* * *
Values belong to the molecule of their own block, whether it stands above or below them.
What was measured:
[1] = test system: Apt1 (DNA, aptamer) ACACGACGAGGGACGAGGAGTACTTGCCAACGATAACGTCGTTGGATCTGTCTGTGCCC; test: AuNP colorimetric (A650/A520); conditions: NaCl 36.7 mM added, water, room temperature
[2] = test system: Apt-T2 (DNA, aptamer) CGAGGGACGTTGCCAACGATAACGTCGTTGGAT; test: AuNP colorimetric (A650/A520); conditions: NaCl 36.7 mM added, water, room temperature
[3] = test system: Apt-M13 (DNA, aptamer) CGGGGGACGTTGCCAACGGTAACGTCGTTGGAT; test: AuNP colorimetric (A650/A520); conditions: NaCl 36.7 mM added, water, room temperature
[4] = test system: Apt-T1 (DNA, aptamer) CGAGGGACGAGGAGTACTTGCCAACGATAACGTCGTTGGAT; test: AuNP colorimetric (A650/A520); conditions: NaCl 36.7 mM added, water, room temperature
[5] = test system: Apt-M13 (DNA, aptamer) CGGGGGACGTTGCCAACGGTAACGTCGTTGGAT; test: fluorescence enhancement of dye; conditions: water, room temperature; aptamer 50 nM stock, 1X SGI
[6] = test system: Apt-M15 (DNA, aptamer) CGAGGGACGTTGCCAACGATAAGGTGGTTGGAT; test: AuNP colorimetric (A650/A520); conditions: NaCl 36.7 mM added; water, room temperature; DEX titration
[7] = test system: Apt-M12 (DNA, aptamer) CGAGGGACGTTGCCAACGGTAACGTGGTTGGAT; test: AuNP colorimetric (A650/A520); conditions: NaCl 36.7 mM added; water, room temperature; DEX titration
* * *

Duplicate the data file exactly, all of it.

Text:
Values belong to the molecule of their own block, whether it stands above or below them.
What was measured:
[1] = test system: Apt1 (DNA, aptamer) ACACGACGAGGGACGAGGAGTACTTGCCAACGATAACGTCGTTGGATCTGTCTGTGCCC; test: AuNP colorimetric (A650/A520); conditions: NaCl 36.7 mM added, water, room temperature
[2] = test system: Apt-T2 (DNA, aptamer) CGAGGGACGTTGCCAACGATAACGTCGTTGGAT; test: AuNP colorimetric (A650/A520); conditions: NaCl 36.7 mM added, water, room temperature
[3] = test system: Apt-M13 (DNA, aptamer) CGGGGGACGTTGCCAACGGTAACGTCGTTGGAT; test: AuNP colorimetric (A650/A520); conditions: NaCl 36.7 mM added, water, room temperature
[4] = test system: Apt-T1 (DNA, aptamer) CGAGGGACGAGGAGTACTTGCCAACGATAACGTCGTTGGAT; test: AuNP colorimetric (A650/A520); conditions: NaCl 36.7 mM added, water, room temperature
[5] = test system: Apt-M13 (DNA, aptamer) CGGGGGACGTTGCCAACGGTAACGTCGTTGGAT; test: fluorescence enhancement of dye; conditions: water, room temperature; aptamer 50 nM stock, 1X SGI
[6] = test system: Apt-M15 (DNA, aptamer) CGAGGGACGTTGCCAACGATAAGGTGGTTGGAT; test: AuNP colorimetric (A650/A520); conditions: NaCl 36.7 mM added; water, room temperature; DEX titration
[7] = test system: Apt-M12 (DNA, aptamer) CGAGGGACGTTGCCAACGGTAACGTGGTTGGAT; test: AuNP colorimetric (A650/A520); conditions: NaCl 36.7 mM added; water, room temperature; DEX titration